A Beginners Guide To A Corn Allergy

Corn allergies can be very difficult to work with since corn (maize) and it’s products are found in many everyday items. Even though corn allergy is not yet considered one of the top eight allergies it does appear to be on the rise.  This could be due to more consumption of processed foods containing it by young children.  This early dietary exposure could be bringing on more allergic responses.

 

The Reaction to Corncorn and hand in water

An allergy to corn will bring on the production of antibodies in a person’s system.  When that person eats these grains or related products the body recognizes it as an invader and reacts against it.  The release of histamines and the production of more antibodies helps to create the symptoms experienced.

Symptoms can range from skin problems like eczema, headaches and digestive problems to anaphylaxis where the person develops difficulty breathing and low blood pressure.  Some people experience atypical symptoms like joint pain, night sweats, fatigue, depression, or difficulty concentrating.

Children could become hyperactive.  Symptoms can change over time in infants, and could become more severe.

 

Making the Diagnosis

If you believe that you, or your child, could be experiencing a corn food allergy consult your doctor.  They will be able to help you arrange for testing and may refer you to an allergist.

Testing can include the skin prick test or a blood test for antibodies.  If either of these tests is positive the doctor may then do a food challenge or a food elimination test.  If there is a reaction to a corn allergy test or the problems disappear when avoiding it for at least 2 weeks the allergy to maize may be confirmed.

Many times, a combination of testing is needed to confirm the allergy (or intolerance/sensitivity).  Do not attempt to test without a physician involved.

 

Treatment

Daily antihistamines can help to decrease the reaction to any exposure, but they will not completely stop a reaction from occurring in most people.  A severe reaction to corn exposure requires medical attention and stronger medications such as steroids or epinephrine.  Treatment of eczema may require prescription medications if it becomes bad enough.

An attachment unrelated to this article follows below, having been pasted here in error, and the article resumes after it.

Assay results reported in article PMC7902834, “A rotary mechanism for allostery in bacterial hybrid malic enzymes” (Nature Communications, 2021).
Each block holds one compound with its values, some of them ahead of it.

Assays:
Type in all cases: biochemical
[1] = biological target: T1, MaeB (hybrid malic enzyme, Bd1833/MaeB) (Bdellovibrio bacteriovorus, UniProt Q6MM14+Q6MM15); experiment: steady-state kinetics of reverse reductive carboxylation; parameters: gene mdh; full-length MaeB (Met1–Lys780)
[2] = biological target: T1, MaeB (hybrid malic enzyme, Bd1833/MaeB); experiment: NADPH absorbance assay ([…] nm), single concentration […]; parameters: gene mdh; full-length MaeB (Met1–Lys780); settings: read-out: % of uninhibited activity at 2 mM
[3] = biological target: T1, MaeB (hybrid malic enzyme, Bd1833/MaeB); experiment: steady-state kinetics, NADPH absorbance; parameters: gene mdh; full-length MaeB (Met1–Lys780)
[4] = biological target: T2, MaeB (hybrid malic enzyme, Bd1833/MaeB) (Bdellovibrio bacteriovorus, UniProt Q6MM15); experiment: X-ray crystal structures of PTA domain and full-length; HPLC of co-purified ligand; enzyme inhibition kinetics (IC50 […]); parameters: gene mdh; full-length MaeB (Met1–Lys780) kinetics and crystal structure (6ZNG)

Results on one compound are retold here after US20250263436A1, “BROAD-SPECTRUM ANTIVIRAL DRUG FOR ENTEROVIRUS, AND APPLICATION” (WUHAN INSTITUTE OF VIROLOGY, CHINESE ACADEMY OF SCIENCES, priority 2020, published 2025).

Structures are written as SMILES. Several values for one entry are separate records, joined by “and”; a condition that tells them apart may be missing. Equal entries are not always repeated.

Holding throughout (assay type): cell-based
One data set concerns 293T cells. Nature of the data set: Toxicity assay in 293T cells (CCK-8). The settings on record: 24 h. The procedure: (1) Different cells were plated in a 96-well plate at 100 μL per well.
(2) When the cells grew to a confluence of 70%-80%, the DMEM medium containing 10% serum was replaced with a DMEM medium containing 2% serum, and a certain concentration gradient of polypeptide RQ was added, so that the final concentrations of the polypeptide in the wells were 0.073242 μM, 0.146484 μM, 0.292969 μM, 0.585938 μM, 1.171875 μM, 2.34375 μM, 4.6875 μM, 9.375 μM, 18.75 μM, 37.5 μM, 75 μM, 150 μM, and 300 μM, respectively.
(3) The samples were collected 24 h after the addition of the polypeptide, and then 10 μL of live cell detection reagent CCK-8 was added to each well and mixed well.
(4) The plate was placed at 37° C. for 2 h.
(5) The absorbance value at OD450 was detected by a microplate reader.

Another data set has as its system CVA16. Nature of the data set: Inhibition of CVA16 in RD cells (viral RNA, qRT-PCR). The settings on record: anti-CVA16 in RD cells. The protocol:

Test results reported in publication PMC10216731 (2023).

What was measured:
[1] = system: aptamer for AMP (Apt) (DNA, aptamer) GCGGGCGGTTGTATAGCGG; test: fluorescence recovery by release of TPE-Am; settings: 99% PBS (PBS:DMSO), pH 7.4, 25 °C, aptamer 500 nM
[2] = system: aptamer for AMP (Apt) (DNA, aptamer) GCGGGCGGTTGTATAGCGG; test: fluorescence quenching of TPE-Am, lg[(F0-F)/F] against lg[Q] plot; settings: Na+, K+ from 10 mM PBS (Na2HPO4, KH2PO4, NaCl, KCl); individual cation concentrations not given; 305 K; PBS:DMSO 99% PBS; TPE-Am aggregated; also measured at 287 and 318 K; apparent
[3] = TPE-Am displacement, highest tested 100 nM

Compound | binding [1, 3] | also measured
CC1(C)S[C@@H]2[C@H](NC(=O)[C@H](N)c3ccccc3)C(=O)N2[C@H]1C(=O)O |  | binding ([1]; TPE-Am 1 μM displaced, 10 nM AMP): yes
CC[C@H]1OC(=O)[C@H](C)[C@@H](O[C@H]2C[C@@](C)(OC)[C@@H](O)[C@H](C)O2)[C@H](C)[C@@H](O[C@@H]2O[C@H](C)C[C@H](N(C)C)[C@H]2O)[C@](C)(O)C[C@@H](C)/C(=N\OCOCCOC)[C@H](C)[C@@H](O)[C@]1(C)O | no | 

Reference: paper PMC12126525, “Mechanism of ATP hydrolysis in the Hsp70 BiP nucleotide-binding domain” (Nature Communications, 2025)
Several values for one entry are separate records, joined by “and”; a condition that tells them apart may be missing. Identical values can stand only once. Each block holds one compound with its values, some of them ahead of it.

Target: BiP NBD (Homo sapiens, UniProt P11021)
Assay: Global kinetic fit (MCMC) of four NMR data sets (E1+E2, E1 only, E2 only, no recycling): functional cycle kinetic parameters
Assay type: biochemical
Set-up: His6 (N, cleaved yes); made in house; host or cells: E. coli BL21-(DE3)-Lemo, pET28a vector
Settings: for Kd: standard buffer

Exposure to Corn

Avoiding exposure to corn, its products, and pollen is the only way to attempt to prevent a reaction.  This can be very difficult because of the many items that contain this grain crop, some of which you might never think of.  Consider how maize is being used to make fuels, something relatively unheard of 20 years ago.

One of the main difficulties is medications.  Most medications contain maize products in the non-drug part.  People with these allergies must work to find a medication they can take or have some specially compounded for them.  Patients who have corn allergies may not tolerate standard IV solutions that include dextrose.

It can be difficult to detect on food labels while trying to stick to a corn free diet. Look out for its other name, maize, also on labels. Remember that corn syrup can cause as bad of a reaction. Maize kernels are used in many common foods in our diet such as cereals, sauces and soups.  Maize may be used in make baking powder, caramel coloring, or powdered sugar.  Dextrose, maltodextrin, fructose, mannitol and sorbitol are made from maize.  The list of foods to avoid is very long.

Learning to make substitutions when cooking will help you to avoid it.  Oils other than corn oil will usually work fine, some like to use canola oil.  Corn-free baking powder is available for various recipes you may have.  A combination of 1 cup granulated sugar mixed into ¼ cup water can substitute for 1 cup of corn syrup.  All natural foods such as natural peanut butter are safe but off-the-grocery-shelf peanut butter will likely contain the syrup.

 

Living with a corn allergy can be challenging.  With patience and perseverance you can still eat satisfying foods and be healthy.

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